Land Use

Eminent Domain Abuse Protection in Ohio

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The Buckeye State is one of the major malefactors in the ongoing saga of eminent domain abuse.

After the U.S. Supreme Court's odious Kelo decision gave governments the greenlight on basically all sorts of development programs and after the Ohio state Supreme Court ruled in the opposite direction last summer, the state legislature is pushing ahead on reforming the law. The Cincinnati Enquirer weighs in on whether the House or Senate bill deserves to prevail:

The Senate bill sponsored by Sen. Tim Grendell, R-Chesterland, 90 percent of a group of properties designated for eminent domain must be deemed "blighted" for them to be taken; in the House version, only 50 percent must be blighted.

The House, whose bill follows more closely the recommendations of last year's state task force on eminent domain, also needs to consider the Senate's companion measure, which would put a constitutional amendment before voters this fall to prevent cities from ignoring the reforms by claiming home-rule status.

The Senate's approach, which offers greater protection for private property owners in its public meeting and notice requirements, compensation and other features, deserves to prevail….

Governments should retain the power to take parcels of private property for legitimate reasons—to build roads, bridges, schools and other public projects, and to effect urban renewal in areas that are clearly decayed. But they cross the line when, as in the case of Norwood's proposed Rookwood Exchange complex, they act essentially as agents for private developers, taking still-viable neighborhoods for private projects with the aim of boosting their tax revenues.

More here.

Will the Ohio reform be a real one or one of the phony ones detailed recently at Reason Online by Ilya Somin? We'll find out, one way or another.

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  1. There is also a bill for an eminent domain constitutional amendment traveling through the NC legislature. It passed in the House by a wide margin and is now in the Senate. If it passes it will probably be on the ballot this fall.

    http://www.ncga.state.nc.us/gascripts/BillLookUp/BillLookUp.pl?Session=2007&BillID=H878

    Of course it has the required exception for “blighted” properties, so I don’t know how strong it is. I’m not a lawyer.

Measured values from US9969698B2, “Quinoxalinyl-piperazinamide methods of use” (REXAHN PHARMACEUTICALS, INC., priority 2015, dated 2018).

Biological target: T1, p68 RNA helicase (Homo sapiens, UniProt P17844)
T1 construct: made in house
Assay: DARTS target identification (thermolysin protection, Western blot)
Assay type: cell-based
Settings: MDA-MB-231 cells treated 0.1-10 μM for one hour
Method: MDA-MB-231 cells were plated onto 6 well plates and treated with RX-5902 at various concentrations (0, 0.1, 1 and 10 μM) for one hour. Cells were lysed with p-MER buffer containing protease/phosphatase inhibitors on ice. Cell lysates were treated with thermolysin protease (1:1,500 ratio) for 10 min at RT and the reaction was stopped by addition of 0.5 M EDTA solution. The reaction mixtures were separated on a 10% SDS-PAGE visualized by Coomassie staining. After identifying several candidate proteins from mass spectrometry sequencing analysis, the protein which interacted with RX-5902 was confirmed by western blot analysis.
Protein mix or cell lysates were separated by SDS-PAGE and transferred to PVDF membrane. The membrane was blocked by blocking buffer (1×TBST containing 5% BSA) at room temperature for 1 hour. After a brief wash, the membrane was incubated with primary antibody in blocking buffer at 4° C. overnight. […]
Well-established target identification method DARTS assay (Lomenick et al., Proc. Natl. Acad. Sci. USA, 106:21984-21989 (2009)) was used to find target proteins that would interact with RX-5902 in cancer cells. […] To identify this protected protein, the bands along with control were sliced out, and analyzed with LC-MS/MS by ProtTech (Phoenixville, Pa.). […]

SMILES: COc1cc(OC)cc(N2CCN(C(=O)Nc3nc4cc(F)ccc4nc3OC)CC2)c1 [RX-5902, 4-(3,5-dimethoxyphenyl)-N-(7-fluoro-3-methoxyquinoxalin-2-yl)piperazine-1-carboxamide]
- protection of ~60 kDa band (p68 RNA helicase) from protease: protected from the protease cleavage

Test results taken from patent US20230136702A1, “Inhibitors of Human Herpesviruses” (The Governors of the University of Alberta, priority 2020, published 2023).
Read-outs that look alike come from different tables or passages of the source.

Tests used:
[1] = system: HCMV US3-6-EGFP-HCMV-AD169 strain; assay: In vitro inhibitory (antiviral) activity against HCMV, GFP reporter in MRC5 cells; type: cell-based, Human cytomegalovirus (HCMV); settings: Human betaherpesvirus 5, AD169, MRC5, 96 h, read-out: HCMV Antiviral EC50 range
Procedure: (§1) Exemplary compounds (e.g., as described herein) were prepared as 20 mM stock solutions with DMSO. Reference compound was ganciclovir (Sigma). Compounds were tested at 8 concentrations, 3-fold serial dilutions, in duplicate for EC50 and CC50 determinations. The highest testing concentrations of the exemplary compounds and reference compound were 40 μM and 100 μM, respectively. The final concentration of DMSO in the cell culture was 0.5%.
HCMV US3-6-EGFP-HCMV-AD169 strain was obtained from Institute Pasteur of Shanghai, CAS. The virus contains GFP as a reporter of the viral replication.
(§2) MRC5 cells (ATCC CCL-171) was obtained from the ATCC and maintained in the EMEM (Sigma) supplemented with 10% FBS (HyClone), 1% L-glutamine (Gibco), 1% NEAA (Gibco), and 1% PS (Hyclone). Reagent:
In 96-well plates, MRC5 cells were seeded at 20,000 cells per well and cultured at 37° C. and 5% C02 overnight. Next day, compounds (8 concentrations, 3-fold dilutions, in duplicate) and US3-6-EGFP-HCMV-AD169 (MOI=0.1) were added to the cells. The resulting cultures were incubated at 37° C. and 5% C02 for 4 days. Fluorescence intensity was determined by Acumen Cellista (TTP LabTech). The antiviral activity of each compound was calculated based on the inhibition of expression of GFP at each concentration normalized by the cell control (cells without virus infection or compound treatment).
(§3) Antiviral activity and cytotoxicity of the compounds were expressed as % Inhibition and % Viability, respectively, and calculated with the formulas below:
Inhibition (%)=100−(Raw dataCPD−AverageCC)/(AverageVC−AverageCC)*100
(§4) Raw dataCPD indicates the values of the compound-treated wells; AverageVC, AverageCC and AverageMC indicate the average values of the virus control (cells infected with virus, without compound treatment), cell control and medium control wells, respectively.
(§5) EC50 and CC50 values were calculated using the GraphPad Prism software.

2. The problem with both bills is that they allow for the use of eminent domain to fight “blight”, which is a subjective enough concept that it applies to just about all properties. Who decides if a property is blighted? The same government that wants to take the property.

    Even if an objective standard for “blight” could be promulgated, it’s still brutally unfair to the owners of urban properties because it allows snobbery and temporary fashion to override the right of ownership. The areas of Boston and New York that were declared “blighted” and razed 40 years ago, had they been left standing, would be made up of million-dollar properties now. Georgetown, Boston’s South End, and large sections of Manhattan that were once considered “blighted” turned into upscale areas after comparatively minor beautification. Who knows what properties the state will seize today that would have been desirable in the future?

  3. Of course it has the required exception for “blighted” properties, so I don’t know how strong it is.

    In other words, if your income is below a certain level, forget about any protection. Poor people must only be allowed to live in designated “affordable” housing, I guess.

  4. Sorry, Nick, but the Supreme Court decision that libertarians love to trash was eminently sensible. As “Nino” Scalia, one of my all-time least favorite justices pointed out, deciding the other way would have meant that the federal court system would have ended up deciding every major eminent domain case.

    Decisions regarding government “takings” are made by elected officials, who are, you know, ELECTED. Yes, elected officials make bad, even corrupt, decisions all the time (frequently because their constituents want them to), but they can be voted out. In fact, the wave of legislation that followed the Court’s ruling is a nice example of democracy in action.

    Why do so many liberals, conservatives, and even libertarians, want all the major issues of the country to be resolved by five geriatric cases pumped up on prescription drugs and ego?

  5. Alan, all the court had to do was rule on a reasonable test for what constitutes a “public purpose”.

    Roads and bridges and structures owned by the state are obvious public purposes and would inspire very little litigation – or, at least, no more litigation than will be the case even with the Kelo decision. The federal courts would end up adjudicating the marginal cases – which they will still end up doing.